GAIA, Glide Artificial Intelligence Assistant, makes creating content easier and quicker for writers and publishers. Behind it sits multiple Large Language Models, all enabled by Amazon's Bedrock service. Why did we choose Bedrock and what advantages does it give?
We rarely give much of a glimpse behind the curtains at Glide because the ins and outs behind a technical decision is irrelevant compared to the "What does it do for me?" that publishers actually want to know.
We typically make two to three dozen platform updates a year, and if we dug into the technical thinking behind every single one and did a big article on it, well - we'd rightly be accused of being dull company. Or dull-er, some might say.
However, in this case, we think it's useful to give some insight into why we chose Amazon Bedrock to underpin the new GAIA Glide Artificial Intelligence Assistant generative AI tools available to users within GPP, and what the effect of that choice will be to the publishing and media companies that rely on content to drive their businesses.
I'll avoid using over-technological terms and abbreviations and, since it does get asked, this article has not been made or assisted by AI - not that doing so is inherently a bad thing, as we will outline below.
Generative AI and publishers: friend or foe?
No one in publishing and media will be unaware of the rapid impact of generative AI tools and services since OpenAI's ChatGPT (backed by Microsoft) sprung onto the scene last year, followed quickly by Google's Bard. More have appeared since, but those two grab the headlines in part because it hurled Google and Microsoft on a collision course one more time.
We quickly built an in-platform POC to see how they could work for publishers. That's one of the strengths of GPP: the ability to integrate external tools easily, and to its credit ChatGPT made testing it fairly straightforward. What was apparent was how useful this AI could be for our industry - and how careful publishers would need to be in using it.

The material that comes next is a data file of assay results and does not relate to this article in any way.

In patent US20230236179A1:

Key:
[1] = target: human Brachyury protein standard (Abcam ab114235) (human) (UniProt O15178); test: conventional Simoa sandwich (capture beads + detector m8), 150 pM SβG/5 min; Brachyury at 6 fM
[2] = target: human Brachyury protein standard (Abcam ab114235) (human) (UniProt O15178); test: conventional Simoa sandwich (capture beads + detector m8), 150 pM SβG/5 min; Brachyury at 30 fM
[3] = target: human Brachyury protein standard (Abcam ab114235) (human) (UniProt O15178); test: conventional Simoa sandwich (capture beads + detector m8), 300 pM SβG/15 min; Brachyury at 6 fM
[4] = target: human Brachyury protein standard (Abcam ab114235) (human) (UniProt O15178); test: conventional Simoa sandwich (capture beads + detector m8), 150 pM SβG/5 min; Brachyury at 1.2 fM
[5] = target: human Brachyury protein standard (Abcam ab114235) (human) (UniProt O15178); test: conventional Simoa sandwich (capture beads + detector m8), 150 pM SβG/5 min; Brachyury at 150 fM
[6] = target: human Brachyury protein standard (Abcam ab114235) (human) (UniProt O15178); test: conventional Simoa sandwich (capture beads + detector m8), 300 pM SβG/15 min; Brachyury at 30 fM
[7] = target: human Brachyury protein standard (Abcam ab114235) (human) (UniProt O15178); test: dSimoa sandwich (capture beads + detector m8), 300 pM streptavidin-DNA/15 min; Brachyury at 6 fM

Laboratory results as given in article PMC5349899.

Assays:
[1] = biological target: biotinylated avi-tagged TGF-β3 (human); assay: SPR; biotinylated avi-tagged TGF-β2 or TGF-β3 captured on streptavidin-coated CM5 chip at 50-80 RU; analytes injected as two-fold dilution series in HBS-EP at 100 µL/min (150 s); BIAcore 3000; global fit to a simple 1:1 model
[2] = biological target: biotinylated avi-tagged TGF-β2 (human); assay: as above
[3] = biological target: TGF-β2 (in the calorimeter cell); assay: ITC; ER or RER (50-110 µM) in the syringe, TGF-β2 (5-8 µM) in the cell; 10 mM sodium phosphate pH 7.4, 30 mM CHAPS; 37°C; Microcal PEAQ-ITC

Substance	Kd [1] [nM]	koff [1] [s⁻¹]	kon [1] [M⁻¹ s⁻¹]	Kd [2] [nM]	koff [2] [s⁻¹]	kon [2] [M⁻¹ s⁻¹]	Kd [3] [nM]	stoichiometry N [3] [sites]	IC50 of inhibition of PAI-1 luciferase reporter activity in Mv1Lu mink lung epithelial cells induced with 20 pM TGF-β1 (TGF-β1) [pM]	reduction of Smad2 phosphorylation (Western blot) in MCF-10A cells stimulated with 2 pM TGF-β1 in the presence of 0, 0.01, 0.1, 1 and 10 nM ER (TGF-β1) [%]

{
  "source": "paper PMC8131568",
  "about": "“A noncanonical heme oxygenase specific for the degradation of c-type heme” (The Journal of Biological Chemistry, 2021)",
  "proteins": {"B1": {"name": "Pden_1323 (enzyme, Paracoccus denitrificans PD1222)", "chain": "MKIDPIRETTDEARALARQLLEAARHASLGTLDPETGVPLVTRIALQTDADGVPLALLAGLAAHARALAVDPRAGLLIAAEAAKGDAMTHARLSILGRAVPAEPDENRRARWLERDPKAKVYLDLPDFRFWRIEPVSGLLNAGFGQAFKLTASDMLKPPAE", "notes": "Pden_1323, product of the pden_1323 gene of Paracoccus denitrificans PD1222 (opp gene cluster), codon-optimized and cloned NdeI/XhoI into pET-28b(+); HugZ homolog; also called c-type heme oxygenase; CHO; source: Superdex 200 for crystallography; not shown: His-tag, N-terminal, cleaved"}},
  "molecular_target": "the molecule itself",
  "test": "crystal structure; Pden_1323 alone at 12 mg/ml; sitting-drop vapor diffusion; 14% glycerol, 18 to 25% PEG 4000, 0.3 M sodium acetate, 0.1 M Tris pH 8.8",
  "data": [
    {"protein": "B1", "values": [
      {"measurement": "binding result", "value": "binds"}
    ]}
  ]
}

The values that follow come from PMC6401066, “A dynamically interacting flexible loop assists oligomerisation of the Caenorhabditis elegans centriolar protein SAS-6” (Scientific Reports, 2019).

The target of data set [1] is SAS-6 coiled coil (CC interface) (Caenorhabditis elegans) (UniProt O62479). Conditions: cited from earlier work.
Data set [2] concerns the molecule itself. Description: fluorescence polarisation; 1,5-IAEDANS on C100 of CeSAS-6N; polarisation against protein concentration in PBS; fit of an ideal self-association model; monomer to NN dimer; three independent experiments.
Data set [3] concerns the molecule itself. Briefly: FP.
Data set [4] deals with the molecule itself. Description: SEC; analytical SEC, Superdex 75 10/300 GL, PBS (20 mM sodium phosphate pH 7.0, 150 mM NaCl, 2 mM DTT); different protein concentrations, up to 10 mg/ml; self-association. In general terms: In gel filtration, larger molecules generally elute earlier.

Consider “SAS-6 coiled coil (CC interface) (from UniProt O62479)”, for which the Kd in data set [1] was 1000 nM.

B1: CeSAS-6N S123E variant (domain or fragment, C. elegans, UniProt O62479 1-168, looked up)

If you are in publishing, you will be aware ChatGPT and Bard are already somewhat controversial figures. Many publishers think them to be an enemy and are considering legal options should their copyrighted content have been used to enrichen the databases which give the AIs their power.
Meanwhile many news and content sites are also blocking AI crawlers from looking at their content in the here and now fearing they will simply plunder the insight or data which gives value to audiences. It's inconceivable Google would let ChatGPT analyse and reproduce its precious search algorithms to perhaps feed back into Microsoft's Bing, so why should publishers feel any differently about their content being fed into big AIs already worth billions?
One egregious example of seeming copyright theft by Bard experienced by tech publisher Tom's Hardware encapsulated much of the industry's viewpoint that these services were little more than pickpockets with a degree.
Elsewhere were countless examples of GenAIs fictionalising and hallucinating about the facts of just about anything, and as good as they seem you got the feeling they couldn't be trusted, something our Head of Content Intelligence Rob Corbidge has written about here.
And beyond our industry, larger entities were also undecided. Italy temporarily banned ChatGPT within weeks of its launch, and lawmakers around the world are scrambling to get a handle on AI more generally. Lots of change is likely to come to the AI landscape and how it is used.